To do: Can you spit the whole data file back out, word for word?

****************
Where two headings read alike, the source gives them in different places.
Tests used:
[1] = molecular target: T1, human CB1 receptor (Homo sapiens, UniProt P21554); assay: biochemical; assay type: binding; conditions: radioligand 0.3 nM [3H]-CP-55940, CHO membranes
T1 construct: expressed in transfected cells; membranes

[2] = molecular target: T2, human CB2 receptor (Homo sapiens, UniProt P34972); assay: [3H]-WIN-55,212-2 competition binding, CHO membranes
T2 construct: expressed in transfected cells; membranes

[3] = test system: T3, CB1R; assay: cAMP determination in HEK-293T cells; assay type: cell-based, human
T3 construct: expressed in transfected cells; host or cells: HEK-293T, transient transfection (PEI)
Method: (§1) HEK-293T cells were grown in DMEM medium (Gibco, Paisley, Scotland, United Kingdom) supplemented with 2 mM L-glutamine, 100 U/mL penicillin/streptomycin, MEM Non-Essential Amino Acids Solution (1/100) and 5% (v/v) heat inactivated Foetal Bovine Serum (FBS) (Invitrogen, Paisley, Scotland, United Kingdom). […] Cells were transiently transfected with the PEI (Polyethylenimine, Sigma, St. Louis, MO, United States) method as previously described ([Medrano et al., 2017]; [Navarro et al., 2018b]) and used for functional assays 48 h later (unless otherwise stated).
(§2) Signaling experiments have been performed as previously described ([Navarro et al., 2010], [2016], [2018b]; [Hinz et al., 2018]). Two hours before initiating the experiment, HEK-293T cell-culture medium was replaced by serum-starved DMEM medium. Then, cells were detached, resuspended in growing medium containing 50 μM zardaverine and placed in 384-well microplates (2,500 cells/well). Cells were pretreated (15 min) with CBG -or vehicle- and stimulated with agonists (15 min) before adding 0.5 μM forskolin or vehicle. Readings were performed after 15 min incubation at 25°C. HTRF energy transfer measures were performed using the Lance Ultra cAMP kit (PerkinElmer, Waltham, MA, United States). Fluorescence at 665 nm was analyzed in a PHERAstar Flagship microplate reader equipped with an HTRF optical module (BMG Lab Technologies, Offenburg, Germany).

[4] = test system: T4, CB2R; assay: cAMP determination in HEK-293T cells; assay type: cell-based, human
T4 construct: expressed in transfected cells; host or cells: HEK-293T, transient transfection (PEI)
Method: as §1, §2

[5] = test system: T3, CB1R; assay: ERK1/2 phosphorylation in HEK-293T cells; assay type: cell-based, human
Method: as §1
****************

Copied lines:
Where two headings read alike, the source gives them in different places.
Tests used:
[1] = molecular target: T1, human CB1 receptor (Homo sapiens, UniProt P21554); assay: biochemical; assay type: binding; conditions: radioligand 0.3 nM [3H]-CP-55940, CHO membranes
T1 construct: expressed in transfected cells; membranes

[2] = molecular target: T2, human CB2 receptor (Homo sapiens, UniProt P34972); assay: [3H]-WIN-55,212-2 competition binding, CHO membranes
T2 construct: expressed in transfected cells; membranes

[3] = test system: T3, CB1R; assay: cAMP determination in HEK-293T cells; assay type: cell-based, human
T3 construct: expressed in transfected cells; host or cells: HEK-293T, transient transfection (PEI)
Method: (§1) HEK-293T cells were grown in DMEM medium (Gibco, Paisley, Scotland, United Kingdom) supplemented with 2 mM L-glutamine, 100 U/mL penicillin/streptomycin, MEM Non-Essential Amino Acids Solution (1/100) and 5% (v/v) heat inactivated Foetal Bovine Serum (FBS) (Invitrogen, Paisley, Scotland, United Kingdom). […] Cells were transiently transfected with the PEI (Polyethylenimine, Sigma, St. Louis, MO, United States) method as previously described ([Medrano et al., 2017]; [Navarro et al., 2018b]) and used for functional assays 48 h later (unless otherwise stated).
(§2) Signaling experiments have been performed as previously described ([Navarro et al., 2010], [2016], [2018b]; [Hinz et al., 2018]). Two hours before initiating the experiment, HEK-293T cell-culture medium was replaced by serum-starved DMEM medium. Then, cells were detached, resuspended in growing medium containing 50 μM zardaverine and placed in 384-well microplates (2,500 cells/well). Cells were pretreated (15 min) with CBG -or vehicle- and stimulated with agonists (15 min) before adding 0.5 μM forskolin or vehicle. Readings were performed after 15 min incubation at 25°C. HTRF energy transfer measures were performed using the Lance Ultra cAMP kit (PerkinElmer, Waltham, MA, United States). Fluorescence at 665 nm was analyzed in a PHERAstar Flagship microplate reader equipped with an HTRF optical module (BMG Lab Technologies, Offenburg, Germany).

[4] = test system: T4, CB2R; assay: cAMP determination in HEK-293T cells; assay type: cell-based, human
T4 construct: expressed in transfected cells; host or cells: HEK-293T, transient transfection (PEI)
Method: as §1, §2

[5] = test system: T3, CB1R; assay: ERK1/2 phosphorylation in HEK-293T cells; assay type: cell-based, human
Method: as §1